The other is to expand unmodified Gamma Delta cells and reinfuse them into a patient’s body. “They will do what they’re already doing, just in much greater numbers. That unmodified dynamic could serve a large swath of the patient population. Importantly, given the potentially low cost of the therapeutic, that includes the underserved and economically disadvantaged,” Kobel said.

A Phase IIb/III clinical trial using this approach is underway in the U.K., using TCB's lead product, OmnImmune, to treat acute myeloid leukemia (AML). This is an unmodified allogeneic Gamma Delta T-cell therapy. It was granted Orphan Drug status by the U.S. Food and Drug Administration based on TCB's Phase Ib/II data. This particular trial assesses feasibility as “a bridge to bone marrow transplants, hopefully stabilizing the disease,” Kobel said, so a transplant could be performed.

Data from studies of fourth-line AML patients – relapsed, refractory patients with about four to six weeks to live – was positive. “We treated them with a medium dose – about 600-700 million cells. By day 28, after one dose, the average blast cell count went from 38% disease to 6% disease. We had two complete responses and one patient who lived more than two years after our treatment. The complete responders' blast cell counts went from 60% to below 5%, and (they) were able to return to other treatments,” Kobel said. “We imagine that when we go into healthier patients we will see a similar, if not better, response.”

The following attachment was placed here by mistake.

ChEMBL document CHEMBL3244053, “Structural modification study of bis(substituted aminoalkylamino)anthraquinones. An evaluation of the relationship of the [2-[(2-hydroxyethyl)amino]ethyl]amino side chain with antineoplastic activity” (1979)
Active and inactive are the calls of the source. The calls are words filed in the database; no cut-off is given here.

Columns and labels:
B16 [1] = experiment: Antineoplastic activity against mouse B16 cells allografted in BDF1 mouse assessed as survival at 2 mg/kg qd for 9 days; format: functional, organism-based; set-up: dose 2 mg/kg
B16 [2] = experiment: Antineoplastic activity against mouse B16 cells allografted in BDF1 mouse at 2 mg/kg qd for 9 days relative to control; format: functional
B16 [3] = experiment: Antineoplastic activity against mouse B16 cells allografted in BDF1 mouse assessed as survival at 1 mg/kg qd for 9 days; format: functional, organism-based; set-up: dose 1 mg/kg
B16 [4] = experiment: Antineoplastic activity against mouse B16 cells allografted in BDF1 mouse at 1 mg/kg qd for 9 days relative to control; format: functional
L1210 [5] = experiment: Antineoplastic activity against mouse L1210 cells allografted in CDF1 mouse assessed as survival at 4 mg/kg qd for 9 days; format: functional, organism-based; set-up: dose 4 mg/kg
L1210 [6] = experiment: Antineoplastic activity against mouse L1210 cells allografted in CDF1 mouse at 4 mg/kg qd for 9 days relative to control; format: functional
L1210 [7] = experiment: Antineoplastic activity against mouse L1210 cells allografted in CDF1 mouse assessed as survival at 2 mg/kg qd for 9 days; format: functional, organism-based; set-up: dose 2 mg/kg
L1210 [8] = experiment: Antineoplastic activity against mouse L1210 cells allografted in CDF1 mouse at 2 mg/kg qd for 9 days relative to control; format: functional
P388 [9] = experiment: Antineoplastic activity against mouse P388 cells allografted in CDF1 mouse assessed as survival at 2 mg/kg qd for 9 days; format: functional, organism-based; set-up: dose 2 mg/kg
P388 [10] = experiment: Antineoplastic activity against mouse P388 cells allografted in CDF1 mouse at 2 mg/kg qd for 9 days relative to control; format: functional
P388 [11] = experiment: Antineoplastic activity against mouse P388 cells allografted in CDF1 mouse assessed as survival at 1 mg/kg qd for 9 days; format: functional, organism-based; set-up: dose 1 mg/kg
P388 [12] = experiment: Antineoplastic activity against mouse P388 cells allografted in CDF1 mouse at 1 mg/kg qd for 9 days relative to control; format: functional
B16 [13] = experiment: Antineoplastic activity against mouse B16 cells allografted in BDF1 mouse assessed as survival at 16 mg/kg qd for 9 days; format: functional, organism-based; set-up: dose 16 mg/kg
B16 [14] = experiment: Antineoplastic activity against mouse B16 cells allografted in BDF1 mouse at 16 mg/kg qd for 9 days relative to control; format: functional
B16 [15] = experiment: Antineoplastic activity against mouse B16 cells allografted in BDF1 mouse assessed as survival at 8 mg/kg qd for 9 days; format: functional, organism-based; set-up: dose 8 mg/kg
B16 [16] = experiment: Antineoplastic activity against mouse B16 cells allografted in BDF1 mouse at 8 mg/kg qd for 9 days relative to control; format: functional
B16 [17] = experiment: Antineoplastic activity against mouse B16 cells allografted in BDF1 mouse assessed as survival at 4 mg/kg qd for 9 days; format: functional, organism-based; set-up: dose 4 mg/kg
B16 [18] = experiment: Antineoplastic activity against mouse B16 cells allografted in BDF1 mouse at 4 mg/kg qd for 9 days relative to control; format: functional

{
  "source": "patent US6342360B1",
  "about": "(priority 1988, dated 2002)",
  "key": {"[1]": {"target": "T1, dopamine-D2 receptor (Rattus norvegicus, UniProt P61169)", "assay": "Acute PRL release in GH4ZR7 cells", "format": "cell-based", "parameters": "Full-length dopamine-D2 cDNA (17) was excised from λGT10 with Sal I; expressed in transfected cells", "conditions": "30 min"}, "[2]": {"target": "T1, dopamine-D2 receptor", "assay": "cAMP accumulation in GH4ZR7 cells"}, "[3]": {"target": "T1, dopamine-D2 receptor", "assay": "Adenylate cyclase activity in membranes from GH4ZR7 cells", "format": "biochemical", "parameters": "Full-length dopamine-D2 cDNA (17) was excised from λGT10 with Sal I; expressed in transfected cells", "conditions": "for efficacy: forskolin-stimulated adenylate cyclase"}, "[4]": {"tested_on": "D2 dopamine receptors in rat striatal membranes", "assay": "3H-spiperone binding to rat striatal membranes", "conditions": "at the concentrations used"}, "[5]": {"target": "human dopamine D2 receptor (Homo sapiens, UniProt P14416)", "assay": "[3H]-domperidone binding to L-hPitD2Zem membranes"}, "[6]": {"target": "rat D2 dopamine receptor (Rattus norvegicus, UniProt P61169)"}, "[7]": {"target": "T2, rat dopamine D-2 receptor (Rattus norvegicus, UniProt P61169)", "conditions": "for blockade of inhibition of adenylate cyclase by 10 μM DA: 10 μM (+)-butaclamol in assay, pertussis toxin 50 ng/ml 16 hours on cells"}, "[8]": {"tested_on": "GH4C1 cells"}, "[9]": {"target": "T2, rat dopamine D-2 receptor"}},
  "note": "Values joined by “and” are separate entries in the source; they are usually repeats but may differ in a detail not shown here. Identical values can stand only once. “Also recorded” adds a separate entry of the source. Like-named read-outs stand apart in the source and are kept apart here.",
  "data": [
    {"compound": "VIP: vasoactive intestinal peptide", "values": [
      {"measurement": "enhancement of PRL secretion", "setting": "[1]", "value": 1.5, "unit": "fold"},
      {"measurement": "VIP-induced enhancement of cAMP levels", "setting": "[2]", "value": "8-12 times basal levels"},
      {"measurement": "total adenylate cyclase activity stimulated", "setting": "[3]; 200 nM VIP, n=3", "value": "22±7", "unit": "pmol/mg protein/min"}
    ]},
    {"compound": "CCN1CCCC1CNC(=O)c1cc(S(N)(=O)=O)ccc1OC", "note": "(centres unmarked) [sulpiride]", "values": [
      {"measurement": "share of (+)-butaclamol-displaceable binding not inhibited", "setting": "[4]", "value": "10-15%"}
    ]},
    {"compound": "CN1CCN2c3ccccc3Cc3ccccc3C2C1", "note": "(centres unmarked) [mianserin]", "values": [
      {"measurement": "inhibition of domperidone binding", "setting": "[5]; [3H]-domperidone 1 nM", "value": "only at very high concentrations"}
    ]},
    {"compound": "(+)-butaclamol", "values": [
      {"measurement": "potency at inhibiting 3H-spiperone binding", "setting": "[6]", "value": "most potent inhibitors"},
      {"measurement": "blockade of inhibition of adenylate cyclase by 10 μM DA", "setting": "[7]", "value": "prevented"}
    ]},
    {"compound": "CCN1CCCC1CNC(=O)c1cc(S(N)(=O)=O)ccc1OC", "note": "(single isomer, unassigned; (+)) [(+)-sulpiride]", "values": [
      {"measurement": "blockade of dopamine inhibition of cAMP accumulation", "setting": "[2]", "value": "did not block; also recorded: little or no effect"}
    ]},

The approach for all of TCB's therapies uses donor blood from healthy people with activated Gamma Delta T-cells. In contrast, other CAR T-cell immunotherapies typically draw blood from patients, isolate and expand the Alpha Beta T-cells and then return them to patients. That is difficult when patients are very sick and have suppressed immune systems.

As TCB developed this platform, it also considered efficient, economical manufacturing processes. Its manufacturing facility was completed in 2015 and those methods have been refined continually. For example, Kobel said, “We just took more than 200 steps out of the process during the COVID-19 pandemic and also advanced OmnImmune to being a frozen-thawed product. This means we can now ship and store our cell therapy at facilities around the world, making it truly off-the-shelf.”

TCB has an advantage in that one of its co-founders, COO Angela Scott, manufactured the first stem cell stroke treatment for a neuron and, at PPL Therapeutics, was part of the Roslin Institute team that created Dolly the sheep (the first mammal cloned from adult somatic stem cells). Kobel called her “our secret weapon to quickly optimizing our manufacturing process.”

The company’s commitment to efficiency also extends to dose delivery, with a deep-frozen product that it stores at a CryoPort facility in Texas. “When a patient needs our product, it is dropped into water for about 5-10 minutes to thaw it, and then infused into the patient. That makes this more off-the-shelf than most cell therapies today.”

The goal is not only to make a safer, more effective CAR T-cell therapy but to make it in a way that puts it within reach of patients who today lack access to such advanced therapy.